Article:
One week ago, 21 Savage was arrested by by U.S. Immigrations and Customs Enforcement (ICE) for overstaying a visa issued more than ten years ago. The Atlanta rapper is originally from the U.K., and he is currently being detained by ICE at the Irwin County Detention Center in Georgia. His surprise arrest by immigration officials is likely the biggest story in music, but you wouldn’t know it from tuning into the 61st Grammys.
Aside from one blink-and-you’d-miss it reference during an acceptance speech, 21’s story was nowhere to be found during Sunday’s broadcast of Music’s Biggest Night. According to tweets from his manager, no one from the 21 Savage camp attended the Grammys. “We were given tickets last minute before the show when it no longer mattered,” he wrote.
Prior to his arrest, 21 Savage was set to perform at the Grammys. That performance went on as planned Sunday night without him; Post Malone performed their Number One collaboration “Rockstar” as part of a medley with the Red Hot Chili Peppers. However, Post made no mention of his imprisoned collaborator, opting instead to cut 21’s verse from the performance. (A publicist reached out to Rolling Stone to share a photo of Post in a 21 Savage t-shirt that was not visible during his performance. It’s unclear if this was meant to make a statement.)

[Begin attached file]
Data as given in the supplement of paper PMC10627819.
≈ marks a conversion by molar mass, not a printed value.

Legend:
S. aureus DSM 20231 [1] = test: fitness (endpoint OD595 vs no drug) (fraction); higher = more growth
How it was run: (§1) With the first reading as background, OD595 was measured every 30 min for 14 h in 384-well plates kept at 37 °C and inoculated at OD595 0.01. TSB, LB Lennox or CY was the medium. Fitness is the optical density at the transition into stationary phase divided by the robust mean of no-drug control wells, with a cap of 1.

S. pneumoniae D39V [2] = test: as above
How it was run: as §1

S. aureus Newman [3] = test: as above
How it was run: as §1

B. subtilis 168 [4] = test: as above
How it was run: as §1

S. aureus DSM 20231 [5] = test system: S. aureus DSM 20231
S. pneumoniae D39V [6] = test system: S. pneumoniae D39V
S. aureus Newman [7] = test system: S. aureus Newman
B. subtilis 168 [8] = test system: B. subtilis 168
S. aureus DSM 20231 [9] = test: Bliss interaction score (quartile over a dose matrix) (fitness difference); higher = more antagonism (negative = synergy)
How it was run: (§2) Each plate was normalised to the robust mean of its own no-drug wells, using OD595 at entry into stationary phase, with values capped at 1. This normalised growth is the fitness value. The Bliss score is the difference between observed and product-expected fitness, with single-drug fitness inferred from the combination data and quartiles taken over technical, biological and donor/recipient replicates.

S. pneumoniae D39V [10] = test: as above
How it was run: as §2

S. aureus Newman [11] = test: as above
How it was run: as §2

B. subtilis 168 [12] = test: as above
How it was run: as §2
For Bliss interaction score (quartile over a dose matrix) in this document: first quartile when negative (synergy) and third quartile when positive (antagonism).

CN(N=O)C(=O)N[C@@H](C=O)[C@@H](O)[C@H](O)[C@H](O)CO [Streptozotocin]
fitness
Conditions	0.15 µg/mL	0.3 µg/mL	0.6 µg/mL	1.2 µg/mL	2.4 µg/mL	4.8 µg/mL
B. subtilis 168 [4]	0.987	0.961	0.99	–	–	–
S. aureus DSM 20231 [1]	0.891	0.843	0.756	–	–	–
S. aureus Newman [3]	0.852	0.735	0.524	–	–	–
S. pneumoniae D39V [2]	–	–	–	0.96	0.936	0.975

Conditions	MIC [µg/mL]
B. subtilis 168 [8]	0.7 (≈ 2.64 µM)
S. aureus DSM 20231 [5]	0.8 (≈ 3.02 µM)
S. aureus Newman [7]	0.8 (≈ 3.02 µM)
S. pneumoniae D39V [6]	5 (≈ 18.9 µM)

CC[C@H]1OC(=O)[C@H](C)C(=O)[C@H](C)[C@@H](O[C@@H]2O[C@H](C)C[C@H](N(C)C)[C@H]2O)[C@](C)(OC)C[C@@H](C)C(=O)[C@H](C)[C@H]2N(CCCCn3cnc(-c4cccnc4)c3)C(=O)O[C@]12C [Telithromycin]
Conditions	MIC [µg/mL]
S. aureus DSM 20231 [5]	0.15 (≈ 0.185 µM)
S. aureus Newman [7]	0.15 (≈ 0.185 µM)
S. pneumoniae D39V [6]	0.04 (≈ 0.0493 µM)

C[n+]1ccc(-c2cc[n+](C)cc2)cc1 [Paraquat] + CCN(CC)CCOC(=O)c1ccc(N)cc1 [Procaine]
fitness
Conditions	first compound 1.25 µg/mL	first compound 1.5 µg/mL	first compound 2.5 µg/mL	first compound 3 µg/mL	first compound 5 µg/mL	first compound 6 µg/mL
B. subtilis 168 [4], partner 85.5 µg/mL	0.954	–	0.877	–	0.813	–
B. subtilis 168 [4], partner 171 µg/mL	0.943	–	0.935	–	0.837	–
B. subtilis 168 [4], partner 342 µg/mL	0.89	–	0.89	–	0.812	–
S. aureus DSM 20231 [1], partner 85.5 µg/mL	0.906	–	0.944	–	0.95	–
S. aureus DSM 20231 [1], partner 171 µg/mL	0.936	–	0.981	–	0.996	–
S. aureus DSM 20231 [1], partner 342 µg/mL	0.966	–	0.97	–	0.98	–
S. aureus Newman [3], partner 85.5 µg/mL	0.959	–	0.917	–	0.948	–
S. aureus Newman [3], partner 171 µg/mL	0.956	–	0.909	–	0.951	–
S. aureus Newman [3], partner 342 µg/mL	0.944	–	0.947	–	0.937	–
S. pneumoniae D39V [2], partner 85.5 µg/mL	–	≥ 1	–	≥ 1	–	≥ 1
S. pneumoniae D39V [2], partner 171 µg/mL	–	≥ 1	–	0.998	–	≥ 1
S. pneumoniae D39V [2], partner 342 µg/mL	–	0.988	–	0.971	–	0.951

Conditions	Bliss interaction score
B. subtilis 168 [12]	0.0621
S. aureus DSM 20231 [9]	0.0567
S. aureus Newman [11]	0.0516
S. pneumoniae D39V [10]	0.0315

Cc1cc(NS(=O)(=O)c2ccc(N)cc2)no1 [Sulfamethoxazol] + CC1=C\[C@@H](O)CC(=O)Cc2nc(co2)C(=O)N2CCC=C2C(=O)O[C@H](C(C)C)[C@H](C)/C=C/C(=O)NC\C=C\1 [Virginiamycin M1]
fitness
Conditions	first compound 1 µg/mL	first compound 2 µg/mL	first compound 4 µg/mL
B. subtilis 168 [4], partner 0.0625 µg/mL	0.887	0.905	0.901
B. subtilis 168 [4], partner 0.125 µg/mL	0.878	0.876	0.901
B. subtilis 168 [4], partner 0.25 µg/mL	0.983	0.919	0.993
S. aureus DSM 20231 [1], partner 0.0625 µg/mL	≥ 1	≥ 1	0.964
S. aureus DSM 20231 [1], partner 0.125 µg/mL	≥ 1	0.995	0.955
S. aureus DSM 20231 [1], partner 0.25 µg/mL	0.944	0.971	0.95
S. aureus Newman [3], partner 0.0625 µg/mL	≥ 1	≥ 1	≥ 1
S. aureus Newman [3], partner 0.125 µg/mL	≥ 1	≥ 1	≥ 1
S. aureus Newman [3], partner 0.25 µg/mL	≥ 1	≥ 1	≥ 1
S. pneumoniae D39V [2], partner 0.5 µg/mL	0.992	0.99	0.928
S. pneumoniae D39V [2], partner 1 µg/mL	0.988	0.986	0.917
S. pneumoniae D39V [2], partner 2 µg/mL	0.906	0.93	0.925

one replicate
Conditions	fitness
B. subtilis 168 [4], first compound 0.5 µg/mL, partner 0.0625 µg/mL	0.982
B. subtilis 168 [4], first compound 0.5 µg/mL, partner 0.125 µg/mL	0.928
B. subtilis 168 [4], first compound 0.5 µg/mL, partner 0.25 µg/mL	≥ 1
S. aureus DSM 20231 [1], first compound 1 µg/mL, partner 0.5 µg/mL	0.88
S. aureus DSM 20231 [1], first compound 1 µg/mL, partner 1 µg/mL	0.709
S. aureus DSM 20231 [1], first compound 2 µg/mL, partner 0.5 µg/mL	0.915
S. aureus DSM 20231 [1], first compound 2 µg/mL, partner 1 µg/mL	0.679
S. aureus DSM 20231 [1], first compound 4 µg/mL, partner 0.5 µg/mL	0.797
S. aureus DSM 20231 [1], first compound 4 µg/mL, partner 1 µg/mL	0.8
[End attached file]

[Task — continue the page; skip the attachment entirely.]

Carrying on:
The silence on 21 Savage’s arrest and detention felt even more pronounced given the potential opportunities to bring him up during the televised broadcast. “Rockstar,” the song for which he was scheduled to perform, was nominated for Record of the Year. In addition to his scheduled performance with Post Malone, he was also absent from Drake’s speech following a win for “God’s Plan” in the Best Rap Song category. The two collaborated on Drake’s “Sneakin” (and Drake famously bought 21 a Ferrari) in 2016, but Drake used his time onstage to criticize the Grammys. Apart from one oblique mention to immigration — J Balvin appeared during Camila Cabello’s opening set holding a newspaper that read “Build Bridges Not Walls” — the awards ceremony was depoliticized.